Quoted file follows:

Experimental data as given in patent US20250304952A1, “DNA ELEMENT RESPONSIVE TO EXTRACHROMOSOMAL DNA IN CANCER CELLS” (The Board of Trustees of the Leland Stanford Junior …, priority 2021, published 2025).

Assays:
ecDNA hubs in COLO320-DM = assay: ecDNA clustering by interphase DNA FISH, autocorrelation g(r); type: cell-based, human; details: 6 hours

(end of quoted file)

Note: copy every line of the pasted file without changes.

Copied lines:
Experimental data as given in patent US20250304952A1, “DNA ELEMENT RESPONSIVE TO EXTRACHROMOSOMAL DNA IN CANCER CELLS” (The Board of Trustees of the Leland Stanford Junior …, priority 2021, published 2025).

Assays:
ecDNA hubs in COLO320-DM = assay: ecDNA clustering by interphase DNA FISH, autocorrelation g(r); type: cell-based, human; details: 6 hours